Perhaps the phrase ‘don’t believe the hype’ is unfortunately all too relevant for the supposed ‘horror’ anthology series.
The latest promotional image for Ryan Murphy’s thriller anthology ‘American Horror Story’ is pure gothic perfection. A glossy demon baby drenched in a blood-red wash, with an elongated satanic claw cradling it dearly. It’s an image straight from my nightmares/dreams as well as drawing on traditional horror archetypes. Melding the gothic with utter eeriness, it’s a formula that has succeeded in creating hype for the anticipated ninth season, revealed as ‘American Horror Story: Apocalypse’. I already know I’m going to be disappointed.
Obviously this isn’t the first occasion American Horror Story’s outstanding creative efforts sprouting from promotional posters, teaser trailers, or sneak peeks have gotten my hopes up so very high, only to be massively brought down within viewing 30 minutes of the first episode. After the success of premiere season “Murder House” and its successor “Asylum”, the series garnered questionable popularity with Wiccan inspired, women-centric ‘Coven’. The following seasons ‘Freakshow’, ‘Hotel’, ‘Roanoke’ (honestly, who watched that?) and ‘Cult’, a Trump-inspired series (never the best idea) were, to be frank, immensely un-scary, un-inspired and lazy attempts that were contrived in their concepts and execution. Bitterly disappointed, I told myself never to be enticed by the spectacularly spooky teasers, until this morning. In the official teaser, evil is bred into season 1 character Tate’s (Evan Peters) satanic spawn/demon fetus. So in honour of yet another impressive montage of choreographed cinematic horror, let’s take a look at some of the best teasers that proved to be drastically superior to its dismally dull season.
A minimal masterpiece. The impressive herd of witches/school girls marching in complete unison towards a lavish New Orleans mansion, to a haunting cover of ‘House of the Rising Sun’ merely scratches the surface of the extravagant official teaser for ‘Coven’. Just watch the 1 minute 30 clip consecutively for four hours and you would reach the same level of entertainment had you sat through the season as a whole. The bull-human hybrid sprawled across the ivory white patio? Floating, deadly still witches? Genius. The season was a lacklustre exhibit from a promising theme of witchcraft, resting on what seemed like fan-fiction inspired story lines. Like a zombie-boy Evan Peters romance really seemed like a plausible idea.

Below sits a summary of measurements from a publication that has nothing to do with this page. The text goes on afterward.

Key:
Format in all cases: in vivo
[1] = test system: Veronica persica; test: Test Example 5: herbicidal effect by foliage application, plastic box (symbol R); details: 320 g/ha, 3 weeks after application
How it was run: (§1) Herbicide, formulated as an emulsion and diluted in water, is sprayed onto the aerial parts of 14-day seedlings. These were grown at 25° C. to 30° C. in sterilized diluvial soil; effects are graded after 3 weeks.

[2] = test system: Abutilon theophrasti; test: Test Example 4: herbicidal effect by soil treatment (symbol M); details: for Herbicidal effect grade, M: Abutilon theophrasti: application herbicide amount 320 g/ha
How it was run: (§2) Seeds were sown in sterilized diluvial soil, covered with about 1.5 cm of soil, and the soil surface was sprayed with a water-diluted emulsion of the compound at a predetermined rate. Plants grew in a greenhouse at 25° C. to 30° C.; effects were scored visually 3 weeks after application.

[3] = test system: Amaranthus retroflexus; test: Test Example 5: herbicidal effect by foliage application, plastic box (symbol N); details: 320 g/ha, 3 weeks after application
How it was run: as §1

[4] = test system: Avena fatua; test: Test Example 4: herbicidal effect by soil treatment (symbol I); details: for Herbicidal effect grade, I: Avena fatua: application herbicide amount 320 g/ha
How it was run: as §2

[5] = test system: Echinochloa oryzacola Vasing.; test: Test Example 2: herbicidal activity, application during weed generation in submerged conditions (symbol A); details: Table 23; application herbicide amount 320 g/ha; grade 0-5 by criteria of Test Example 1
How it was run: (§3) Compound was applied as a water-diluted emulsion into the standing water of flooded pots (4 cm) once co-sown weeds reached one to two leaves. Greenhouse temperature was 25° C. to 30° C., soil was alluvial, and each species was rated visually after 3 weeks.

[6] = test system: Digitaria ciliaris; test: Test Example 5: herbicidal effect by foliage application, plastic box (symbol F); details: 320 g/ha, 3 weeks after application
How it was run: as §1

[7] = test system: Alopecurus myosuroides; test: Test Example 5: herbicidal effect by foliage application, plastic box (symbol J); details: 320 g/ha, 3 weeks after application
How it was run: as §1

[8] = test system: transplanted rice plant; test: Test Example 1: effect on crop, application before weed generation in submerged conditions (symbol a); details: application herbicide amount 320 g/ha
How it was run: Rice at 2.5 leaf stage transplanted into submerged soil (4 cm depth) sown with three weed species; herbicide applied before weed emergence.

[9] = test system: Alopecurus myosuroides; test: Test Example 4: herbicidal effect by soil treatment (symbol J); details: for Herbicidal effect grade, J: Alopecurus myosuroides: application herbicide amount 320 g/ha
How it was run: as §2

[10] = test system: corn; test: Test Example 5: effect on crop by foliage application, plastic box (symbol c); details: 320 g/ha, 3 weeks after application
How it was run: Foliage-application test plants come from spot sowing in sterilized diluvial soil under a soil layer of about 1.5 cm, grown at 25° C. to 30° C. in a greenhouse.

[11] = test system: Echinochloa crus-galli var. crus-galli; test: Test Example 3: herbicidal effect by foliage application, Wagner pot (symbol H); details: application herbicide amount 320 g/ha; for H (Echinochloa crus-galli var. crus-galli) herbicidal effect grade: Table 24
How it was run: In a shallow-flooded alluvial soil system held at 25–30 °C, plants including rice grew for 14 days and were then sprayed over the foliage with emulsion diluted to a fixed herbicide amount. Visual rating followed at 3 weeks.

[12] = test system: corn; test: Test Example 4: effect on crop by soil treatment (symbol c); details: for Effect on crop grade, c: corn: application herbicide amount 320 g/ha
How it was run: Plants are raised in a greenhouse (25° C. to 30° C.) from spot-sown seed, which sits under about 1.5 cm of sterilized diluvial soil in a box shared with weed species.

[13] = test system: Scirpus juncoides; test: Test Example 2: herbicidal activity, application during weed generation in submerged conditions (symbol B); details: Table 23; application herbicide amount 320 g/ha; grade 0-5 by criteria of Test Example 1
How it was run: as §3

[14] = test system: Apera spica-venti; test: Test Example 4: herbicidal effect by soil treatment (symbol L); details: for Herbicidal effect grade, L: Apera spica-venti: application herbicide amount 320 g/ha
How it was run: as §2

I was shocked to see a carnival-themed season flail like ‘Freakshow’ did. Judging from the trailer alone, the potential for an entertaining carny spectacle was present, but the season became one massively missed opportunity. Overruled by confusing, mismatched sub-plots, and Murphy’s indolent use of ‘shock value’ and killing off every character in some grotesque manner was repetitive and boring. The teaser, however, is a phenomenal feat for a period piece. Lurking in the dimly lit tent is an ensemble of curiosities and side-show attractions, poised and ready for a show. With the drawn curtain and the striped tent set-up, the twisted playground of ‘Freakshow’ reached its height here, again failing to prevail through the season.
Lady Gaga as the Countess was a delight on screen. Everything else was not. The first official teaser for the season tracks the hallways of the grim Hotel. Flooded with quirky characters along with a blindingly white room filled with vampire children, the jarring nature of the clip had fans ecstatic. Taking the most mundane aspects of a hotel – a stained hotel mattress, the laundromat, an elevator- and transforming them into a grotesque venture of horror was at first an inventive concept. The season that followed, like ‘Freakshow’, ‘Coven’ and ‘Cult’, was a gratuitous exploration of the hotel rather than focusing on the embodiment of horror I thought it would convey. So, so very wrong I was.
I do recommend watching season nine’s trailer. ‘Apocalypse’ is filled with doom, rubble, demons and gas masks, everything you’d want to see from a dystopian-themed season. It’s painfully clear that the show’s producers know what audiences want to see from a teaser, and there is a method at hand of gaining traction and warranting hype. With a theme, comes its symbols. Uniform in their aesthetic and meaning, these underling symbols – whether they be objects or costumes- are utilised in every single one of these trailers. Audiences are instantly attracted to such distinctive imagery with that classic horror twist. So why can’t the entirety of the season follow the same method? Here’s praying that ‘Apocalypse’ will stand out from its abysmal predecessors and won’t follow the pattern of amazing teasers, bad seasons.
Do you agree that AHS doesn’t deliver like its teasers do? Let us know in the comments below.